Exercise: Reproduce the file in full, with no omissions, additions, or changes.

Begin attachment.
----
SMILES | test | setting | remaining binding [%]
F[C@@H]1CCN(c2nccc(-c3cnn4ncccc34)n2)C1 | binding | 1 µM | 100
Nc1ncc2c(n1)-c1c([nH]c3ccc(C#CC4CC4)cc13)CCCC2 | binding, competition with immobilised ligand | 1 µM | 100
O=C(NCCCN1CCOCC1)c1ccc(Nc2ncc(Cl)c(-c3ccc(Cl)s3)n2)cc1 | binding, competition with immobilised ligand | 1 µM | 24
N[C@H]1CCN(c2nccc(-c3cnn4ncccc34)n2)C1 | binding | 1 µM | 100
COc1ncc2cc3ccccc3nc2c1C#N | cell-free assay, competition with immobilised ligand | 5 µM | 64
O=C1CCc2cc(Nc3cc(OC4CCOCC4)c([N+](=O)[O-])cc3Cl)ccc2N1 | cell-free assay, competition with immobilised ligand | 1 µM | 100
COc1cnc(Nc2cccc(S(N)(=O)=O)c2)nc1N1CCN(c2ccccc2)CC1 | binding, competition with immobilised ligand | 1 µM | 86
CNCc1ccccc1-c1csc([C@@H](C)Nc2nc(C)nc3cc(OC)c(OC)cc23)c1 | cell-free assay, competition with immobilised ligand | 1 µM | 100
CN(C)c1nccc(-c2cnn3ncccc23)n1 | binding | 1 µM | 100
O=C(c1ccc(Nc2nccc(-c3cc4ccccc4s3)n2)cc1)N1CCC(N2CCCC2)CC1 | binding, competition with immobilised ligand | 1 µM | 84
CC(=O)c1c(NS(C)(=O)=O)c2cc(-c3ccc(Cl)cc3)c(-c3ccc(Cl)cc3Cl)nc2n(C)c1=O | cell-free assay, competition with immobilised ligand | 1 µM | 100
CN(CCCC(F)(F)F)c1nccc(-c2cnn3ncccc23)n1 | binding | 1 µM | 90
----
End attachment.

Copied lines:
SMILES | test | setting | remaining binding [%]
F[C@@H]1CCN(c2nccc(-c3cnn4ncccc34)n2)C1 | binding | 1 µM | 100
Nc1ncc2c(n1)-c1c([nH]c3ccc(C#CC4CC4)cc13)CCCC2 | binding, competition with immobilised ligand | 1 µM | 100
O=C(NCCCN1CCOCC1)c1ccc(Nc2ncc(Cl)c(-c3ccc(Cl)s3)n2)cc1 | binding, competition with immobilised ligand | 1 µM | 24
N[C@H]1CCN(c2nccc(-c3cnn4ncccc34)n2)C1 | binding | 1 µM | 100
COc1ncc2cc3ccccc3nc2c1C#N | cell-free assay, competition with immobilised ligand | 5 µM | 64
O=C1CCc2cc(Nc3cc(OC4CCOCC4)c([N+](=O)[O-])cc3Cl)ccc2N1 | cell-free assay, competition with immobilised ligand | 1 µM | 100
COc1cnc(Nc2cccc(S(N)(=O)=O)c2)nc1N1CCN(c2ccccc2)CC1 | binding, competition with immobilised ligand | 1 µM | 86
CNCc1ccccc1-c1csc([C@@H](C)Nc2nc(C)nc3cc(OC)c(OC)cc23)c1 | cell-free assay, competition with immobilised ligand | 1 µM | 100
CN(C)c1nccc(-c2cnn3ncccc23)n1 | binding | 1 µM | 100
O=C(c1ccc(Nc2nccc(-c3cc4ccccc4s3)n2)cc1)N1CCC(N2CCCC2)CC1 | binding, competition with immobilised ligand | 1 µM | 84
CC(=O)c1c(NS(C)(=O)=O)c2cc(-c3ccc(Cl)cc3)c(-c3ccc(Cl)cc3Cl)nc2n(C)c1=O | cell-free assay, competition with immobilised ligand | 1 µM | 100
CN(CCCC(F)(F)F)c1nccc(-c2cnn3ncccc23)n1 | binding | 1 µM | 90